Dandelion seeds step by step

I’ll be honest – this blog post is pure fluff.

Okay…just had to get that pun out. I feel much better now.

So, this is part one of the very long answer to the question, how do you create your dandelion clock pictures? I plan on going into the details of other aspects such as background painting, background stitching, ribbon work, etc., in the future. This post focuses on the seeds.

I may upgrade the photos later, as some aren’t the sharpest.

I start with Gutermann sewing thread in shade No. 21, a nice soft white.

Gutermann No. 21 thread

Then cut a length of about 12 inches or so.

Thread - unknotted

Tie single knots, spaced about 3/4 inch apart. No need to be exact about that.

Thread - knotted

Cut between the knots.

Cutting between knots

You end up with bits. Sometimes there’s more thread on one side of the knot than on the other, and that’s okay.


Choose a bit. This type of thread is made up of two thinner threads twisted together. Roll it between finger and thumb against the direction of twist, and you’ll see it start to split apart.

Starting to split thread

Then you can grasp the ends and pull them apart all the way down to the knot.

Split thread

Enter the hero. He’s about 1 1/2 inches long and nice and sharp. I tie bright-coloured thread to the eye so that I can find the needle more easily if I drop it. (There have been Incidents).


Next I grip the full-thickness end of the thread between finger and thumb. The newly-separated half-thickness threads rest against my fingertip. I use the needle to “comb through” and tease out each half-thickness thread until it’s separated out strand by strand. It’s a bit like trying to comb through tats in hair. You have to take your time, be gentle and not prick yourself, and do this under a good light.

Thread half teased

The same with the other half-thickness thread.

I know, I know. I’m an artist, not a professional photographer : )

Thread all teased

You can probably just about see in the photo above that the strands are quite wavy or crimped-looking. I like to iron them straight.  The picture below shows me ironing one seed, but I usually lay out a great number and iron them all at once.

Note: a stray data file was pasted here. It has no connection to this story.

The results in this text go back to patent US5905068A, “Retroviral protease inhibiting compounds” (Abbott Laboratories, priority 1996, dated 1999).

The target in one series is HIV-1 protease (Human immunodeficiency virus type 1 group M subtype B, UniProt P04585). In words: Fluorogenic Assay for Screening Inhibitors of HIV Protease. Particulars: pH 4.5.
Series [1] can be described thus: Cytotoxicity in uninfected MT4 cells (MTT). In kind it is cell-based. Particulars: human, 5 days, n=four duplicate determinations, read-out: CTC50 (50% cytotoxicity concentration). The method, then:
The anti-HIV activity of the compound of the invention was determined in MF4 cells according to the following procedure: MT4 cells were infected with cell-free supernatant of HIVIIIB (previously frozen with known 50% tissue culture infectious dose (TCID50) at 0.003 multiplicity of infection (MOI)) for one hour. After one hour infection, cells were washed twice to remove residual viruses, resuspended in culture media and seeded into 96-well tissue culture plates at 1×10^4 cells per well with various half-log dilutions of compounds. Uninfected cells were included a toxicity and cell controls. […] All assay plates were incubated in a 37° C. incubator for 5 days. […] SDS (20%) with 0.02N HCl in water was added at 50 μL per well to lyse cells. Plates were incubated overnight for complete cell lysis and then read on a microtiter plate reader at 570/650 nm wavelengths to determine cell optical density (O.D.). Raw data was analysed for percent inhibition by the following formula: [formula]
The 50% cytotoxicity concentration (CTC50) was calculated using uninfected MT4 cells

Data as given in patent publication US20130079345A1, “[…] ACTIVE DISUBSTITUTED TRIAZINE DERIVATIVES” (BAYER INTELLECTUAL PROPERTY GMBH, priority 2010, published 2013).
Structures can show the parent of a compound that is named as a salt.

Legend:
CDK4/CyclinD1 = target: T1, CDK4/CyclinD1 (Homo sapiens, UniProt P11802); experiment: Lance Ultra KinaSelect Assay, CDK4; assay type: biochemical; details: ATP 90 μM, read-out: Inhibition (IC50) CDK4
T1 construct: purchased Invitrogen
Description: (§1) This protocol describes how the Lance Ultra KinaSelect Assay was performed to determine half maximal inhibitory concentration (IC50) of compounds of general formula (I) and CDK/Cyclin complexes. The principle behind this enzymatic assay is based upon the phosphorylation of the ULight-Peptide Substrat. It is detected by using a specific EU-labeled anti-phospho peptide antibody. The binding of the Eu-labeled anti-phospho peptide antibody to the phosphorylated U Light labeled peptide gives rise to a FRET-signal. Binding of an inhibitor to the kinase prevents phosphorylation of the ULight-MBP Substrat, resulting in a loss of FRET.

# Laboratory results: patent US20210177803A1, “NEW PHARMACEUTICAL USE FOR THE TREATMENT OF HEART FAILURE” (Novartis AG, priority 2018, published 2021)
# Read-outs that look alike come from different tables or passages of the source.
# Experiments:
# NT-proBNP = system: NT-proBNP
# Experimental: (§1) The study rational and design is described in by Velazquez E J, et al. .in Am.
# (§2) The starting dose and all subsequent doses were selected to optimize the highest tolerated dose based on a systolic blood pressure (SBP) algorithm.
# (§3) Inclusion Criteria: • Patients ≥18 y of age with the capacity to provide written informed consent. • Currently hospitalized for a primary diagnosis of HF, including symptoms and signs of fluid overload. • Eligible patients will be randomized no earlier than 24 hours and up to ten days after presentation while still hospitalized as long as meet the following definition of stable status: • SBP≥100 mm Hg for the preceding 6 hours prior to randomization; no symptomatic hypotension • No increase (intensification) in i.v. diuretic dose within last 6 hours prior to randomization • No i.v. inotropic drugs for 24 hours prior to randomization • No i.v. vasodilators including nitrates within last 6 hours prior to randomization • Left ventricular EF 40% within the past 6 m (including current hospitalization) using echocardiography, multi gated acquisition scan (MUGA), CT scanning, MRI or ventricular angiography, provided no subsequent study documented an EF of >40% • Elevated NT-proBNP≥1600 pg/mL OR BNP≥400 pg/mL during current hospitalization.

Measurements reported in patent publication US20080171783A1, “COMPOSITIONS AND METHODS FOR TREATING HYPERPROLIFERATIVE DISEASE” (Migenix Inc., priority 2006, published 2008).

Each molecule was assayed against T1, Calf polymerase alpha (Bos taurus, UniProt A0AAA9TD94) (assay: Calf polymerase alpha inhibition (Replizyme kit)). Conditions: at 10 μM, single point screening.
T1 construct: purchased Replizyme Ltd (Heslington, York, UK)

While I have the iron out I also like to take a few 10-inch lengths of thread, separate them into two half-thickness threads, and iron these straight.  I use these straightened threads to form the “handles” to the seed “umbrellas” later.


Now the strands are straighter.

Thread straightened

Next I use scissors to trim the fluff into a more curved, dandelion seed shape.

Seed trimmed

Then I snip off the full-thickness strand, as close to the knot as possible.

Seed with thread snipped off

The fluff is now ready to be glued to the background. I use Aleene’s Acid-Free Tacky Glue. I usually apply a tiny dab to the knot, and it’s enough to keep it in place.

If it’s important to glue the strands as well, I apply glue very sparingly to a toothpick end, stroke it underneath the strands, and gently press them down. You have to be careful not to get glue on the silk where it’s not hidden by the fluff, because it can leave a slight discoloration.

As described above, I use half-thickness thread, ironed straight, to form the “handles” to these fluff umbrellas. I thread this through a fine needle, poke it right through the knot of the fluff, make a stitch in the direction I want, and use a securing thread or two to hold the stitch in a nice natural-looking bend.

Then I use a hand-painted strip of ribbon to create the brown part that attaches the seed to the head of the plant, but I’ll go into the ribbon painting on a different blog post.

Some of these steps are easily started and stopped in an odd five minutes here or there. I usually carry a little bag of “bits” and a needle with me so I can work on them during those times when life keeps you waiting about. This way, lots of unconnected journeys, delays and TV programmes can end up going into any one picture of a dandelion clock. And yes, the whole double meaning of these segments of time making up a dandelion clock doesn’t escape me, and sounds a lot like a possible theme for an exhibition. But all in good time.



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